Produced by cartoon studio Filmation from 1973 to 1974, “Star Trek: The Animated Series” wasn’t what fans of the original “Star Trek” had been hoping for when they’d heard rumors of a possible revival of the iconic ’60s science fiction series, but it did scratch a certain itch. Running for 22 episodes, it was primarily aimed at kids and produced using Filmation’s low-budget style of animation that featured limited movement and stock sequences. Though the animation was substandard, the art itself was faithful to the live-action series, and it featured nearly the entire cast reprising their roles (actor Walter Koenig, who played Chekov, was notable for his absence).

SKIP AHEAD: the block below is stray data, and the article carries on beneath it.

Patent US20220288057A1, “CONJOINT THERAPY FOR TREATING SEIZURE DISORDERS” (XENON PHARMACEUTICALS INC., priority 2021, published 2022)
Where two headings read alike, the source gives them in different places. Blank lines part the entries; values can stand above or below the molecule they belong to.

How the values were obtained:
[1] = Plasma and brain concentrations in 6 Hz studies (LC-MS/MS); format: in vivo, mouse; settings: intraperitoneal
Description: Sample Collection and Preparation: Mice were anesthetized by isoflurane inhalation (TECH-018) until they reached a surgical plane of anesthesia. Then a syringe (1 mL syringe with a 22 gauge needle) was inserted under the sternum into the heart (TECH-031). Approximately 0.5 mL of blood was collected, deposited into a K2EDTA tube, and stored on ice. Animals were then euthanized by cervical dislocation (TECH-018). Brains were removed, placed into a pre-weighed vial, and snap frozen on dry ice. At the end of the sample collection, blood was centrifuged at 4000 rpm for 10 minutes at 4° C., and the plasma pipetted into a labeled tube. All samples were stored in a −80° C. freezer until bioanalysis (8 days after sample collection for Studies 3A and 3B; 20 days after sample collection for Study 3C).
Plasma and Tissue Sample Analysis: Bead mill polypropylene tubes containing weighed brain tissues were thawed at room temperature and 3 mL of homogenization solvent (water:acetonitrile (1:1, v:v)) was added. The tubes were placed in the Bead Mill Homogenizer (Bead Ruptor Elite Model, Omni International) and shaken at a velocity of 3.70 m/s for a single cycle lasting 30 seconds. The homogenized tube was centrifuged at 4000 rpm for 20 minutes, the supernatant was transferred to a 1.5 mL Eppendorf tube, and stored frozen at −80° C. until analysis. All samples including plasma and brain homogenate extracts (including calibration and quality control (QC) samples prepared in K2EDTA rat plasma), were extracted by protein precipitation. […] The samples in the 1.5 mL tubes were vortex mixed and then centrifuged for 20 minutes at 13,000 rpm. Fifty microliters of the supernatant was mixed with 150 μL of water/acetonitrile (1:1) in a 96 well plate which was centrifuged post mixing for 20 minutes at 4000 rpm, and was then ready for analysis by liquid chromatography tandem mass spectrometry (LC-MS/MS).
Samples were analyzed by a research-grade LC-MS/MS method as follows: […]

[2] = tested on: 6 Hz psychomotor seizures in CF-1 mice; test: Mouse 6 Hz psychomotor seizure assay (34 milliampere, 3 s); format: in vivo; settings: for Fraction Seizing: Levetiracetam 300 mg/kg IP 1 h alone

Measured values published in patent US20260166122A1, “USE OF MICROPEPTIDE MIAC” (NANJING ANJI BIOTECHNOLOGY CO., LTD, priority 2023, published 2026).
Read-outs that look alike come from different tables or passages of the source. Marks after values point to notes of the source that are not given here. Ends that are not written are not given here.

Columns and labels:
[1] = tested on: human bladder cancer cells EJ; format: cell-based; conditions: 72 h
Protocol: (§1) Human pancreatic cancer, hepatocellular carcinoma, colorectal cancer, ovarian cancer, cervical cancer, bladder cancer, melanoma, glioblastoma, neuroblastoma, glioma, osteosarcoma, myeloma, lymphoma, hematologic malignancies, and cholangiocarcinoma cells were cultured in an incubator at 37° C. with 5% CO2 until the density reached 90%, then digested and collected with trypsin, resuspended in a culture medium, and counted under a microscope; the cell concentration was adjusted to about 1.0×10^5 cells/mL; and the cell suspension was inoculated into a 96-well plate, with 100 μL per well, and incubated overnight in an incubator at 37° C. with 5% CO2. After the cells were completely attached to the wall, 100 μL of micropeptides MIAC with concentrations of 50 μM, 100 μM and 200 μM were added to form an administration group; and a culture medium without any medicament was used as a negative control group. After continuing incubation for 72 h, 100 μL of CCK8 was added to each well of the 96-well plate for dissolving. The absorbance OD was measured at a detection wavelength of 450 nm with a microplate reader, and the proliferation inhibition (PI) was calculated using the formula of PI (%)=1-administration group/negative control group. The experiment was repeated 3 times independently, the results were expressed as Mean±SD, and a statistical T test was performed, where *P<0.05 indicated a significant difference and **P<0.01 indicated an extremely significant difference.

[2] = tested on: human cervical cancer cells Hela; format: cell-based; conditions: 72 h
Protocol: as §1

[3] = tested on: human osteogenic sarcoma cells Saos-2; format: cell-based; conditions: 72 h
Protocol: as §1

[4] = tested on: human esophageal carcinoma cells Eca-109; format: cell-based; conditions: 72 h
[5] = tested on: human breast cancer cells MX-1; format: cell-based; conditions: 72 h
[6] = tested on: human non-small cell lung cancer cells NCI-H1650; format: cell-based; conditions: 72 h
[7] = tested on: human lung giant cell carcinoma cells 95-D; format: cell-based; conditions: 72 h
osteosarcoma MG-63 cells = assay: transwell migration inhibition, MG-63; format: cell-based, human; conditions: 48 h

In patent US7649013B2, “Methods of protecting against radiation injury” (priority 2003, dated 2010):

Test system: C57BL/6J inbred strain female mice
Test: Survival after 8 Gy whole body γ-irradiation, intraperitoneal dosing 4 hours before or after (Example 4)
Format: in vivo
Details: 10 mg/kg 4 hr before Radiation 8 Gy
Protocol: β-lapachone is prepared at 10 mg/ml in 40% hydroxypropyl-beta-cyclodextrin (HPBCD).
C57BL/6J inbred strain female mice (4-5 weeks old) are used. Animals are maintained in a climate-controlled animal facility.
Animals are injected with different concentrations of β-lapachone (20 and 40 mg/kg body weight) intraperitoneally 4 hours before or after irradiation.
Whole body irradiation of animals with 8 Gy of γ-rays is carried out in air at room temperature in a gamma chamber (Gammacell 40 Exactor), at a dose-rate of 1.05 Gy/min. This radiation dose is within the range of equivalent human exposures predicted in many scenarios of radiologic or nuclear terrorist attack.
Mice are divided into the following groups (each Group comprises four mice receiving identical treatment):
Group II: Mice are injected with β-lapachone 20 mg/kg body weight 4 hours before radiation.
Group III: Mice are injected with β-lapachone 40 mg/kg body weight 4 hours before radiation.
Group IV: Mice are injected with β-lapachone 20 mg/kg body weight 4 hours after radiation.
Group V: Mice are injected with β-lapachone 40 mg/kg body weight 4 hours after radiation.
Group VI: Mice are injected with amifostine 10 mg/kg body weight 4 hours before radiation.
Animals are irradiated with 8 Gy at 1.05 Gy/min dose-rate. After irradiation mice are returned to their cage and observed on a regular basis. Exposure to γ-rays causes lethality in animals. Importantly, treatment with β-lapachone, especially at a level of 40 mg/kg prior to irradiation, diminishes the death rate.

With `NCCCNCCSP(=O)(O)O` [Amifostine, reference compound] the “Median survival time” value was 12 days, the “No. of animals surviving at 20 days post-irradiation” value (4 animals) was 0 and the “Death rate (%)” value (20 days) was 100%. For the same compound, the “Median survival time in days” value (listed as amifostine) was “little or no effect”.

The studio didn’t skimp on the writing talent, with episodes written by “Original Series” scribes D.C. Fontana and David Gerrold, as well as sci-fi luminary Larry Niven. As a consolation for not being included in the cast, Koenig also contributed a script, the rather silly episode “The Infinite Vulcan,” that featured sentient plant people and a 25-foot-tall clone of Mr. Spock.
A testament to the times, “The Animated Series” was full of odd stories and bizarre characters that could only have played in animation. Though heavily mocked by some, Trekkies have found a soft spot for it over the years, and while it’s still debated whether it’s truly canon, many key elements from the series have made their way into live action, including Spock’s pet sehlat, Kirk’s middle name, the character of Robert April, and others referenced on its animated successor, “Lower Decks.”